Do you ever look up from your phone when you’re out in public to see the masses of people around you with their head down?
Whether we admit it or not, we are all guilty of completely losing ourselves within our tiny screens – sometimes being so immersed that we no longer give our attention to any of our surrounds.
Ambient Screens are displays that have a purpose of conveying information to users, such as those you see around the shops, doctors, restaurants, bars and nightclubs, etc. They are often set on a particular channel or used as an advertising tool for companies. McCarthy’s article ‘Ambient Television’ discusses how the role of TV in society has changed and evolved since it was first introduced in the home.
Before we all became completely media obsessed public screens may have served more benefit or greater interest by its consumers, however today it could be said that they are almost irrelevant as we all have our own personal screens we would prefer to watch – where we can control what we are watching and how we want to watch it.
Have you ever found yourself in a waiting room for a doctor’s appointment and either forgotten your phone (does that even happen anymore?) or you drained your battery before you got there and you’re left sitting in that tiny room, surrounded by four white walls and “nothing” to stare at apart from that one screen they conveniently have placed in front of you.
You look around at everyone else who’s patiently sitting on their phones waiting for their name to be called and you grow more impatient that they are not only playing the worst channel but it’s also muted so now all you can hear is the elevator music they have playing over it.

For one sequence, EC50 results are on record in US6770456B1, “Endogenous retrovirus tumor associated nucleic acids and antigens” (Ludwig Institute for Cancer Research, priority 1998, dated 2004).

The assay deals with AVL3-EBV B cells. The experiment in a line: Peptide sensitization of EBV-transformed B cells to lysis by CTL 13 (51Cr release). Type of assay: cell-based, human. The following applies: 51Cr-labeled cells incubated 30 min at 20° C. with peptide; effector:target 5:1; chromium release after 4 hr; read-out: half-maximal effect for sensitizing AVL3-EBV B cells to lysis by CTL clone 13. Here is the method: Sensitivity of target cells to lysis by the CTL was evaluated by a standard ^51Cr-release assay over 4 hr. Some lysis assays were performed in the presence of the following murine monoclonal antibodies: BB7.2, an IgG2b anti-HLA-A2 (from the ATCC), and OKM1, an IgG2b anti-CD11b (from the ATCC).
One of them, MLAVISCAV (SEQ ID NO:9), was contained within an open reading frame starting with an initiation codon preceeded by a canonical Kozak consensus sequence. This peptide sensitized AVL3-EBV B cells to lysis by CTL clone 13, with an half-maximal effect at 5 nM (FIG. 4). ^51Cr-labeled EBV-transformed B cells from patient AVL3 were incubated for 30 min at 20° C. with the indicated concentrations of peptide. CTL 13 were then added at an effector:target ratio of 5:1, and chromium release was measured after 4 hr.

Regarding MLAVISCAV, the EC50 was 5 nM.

The other week my family and I were out for dinner and about 30 minutes in I found myself taking on the role of an ethnographer as I had caught myself being distracted from my own dinner by my phone. The first thing I saw immediately when I looked up to begin my ethnography was yes, you guessed it, a screen. I notice the football was playing – the screen was muted with music playing across the whole restaurant. Right below the screen was a table of 5 people. In this particular moment I captured the woman was transfixed in her phone and the two opposite her were both with their heads down looking into the one screen they shared – 3 of the 5 people at this table were immersed in their own private screens. On a very few occasions I noticed the man look up at the screen, perhaps to check the score of the football but apart from that, no one else at the table showed the slightest interest in the TV.
As an ethnographer I found this interesting as I noticed consumers giving no attention to the TV above them but finding the time to check their phones and engage with their own private screens. As technology continues to develop we as consumers are becoming more attached to our screens, making me question the relevance of public screens. With everyone having access to their own screens, is there a need for ambient screens today?
McCarthy, A., 2001, Ambient Culture – Visual Culture and Public Space, Duke University Press, https://www.dukeupress.edu/ambient-television/?viewby=title, date accessed 4/9/19,
Technopedia.com, n.d., What is an Ambient Display? – Definition from Techopedia, https://www.techopedia.com/definition/31053/ambient-display, date accessed 4/9/19
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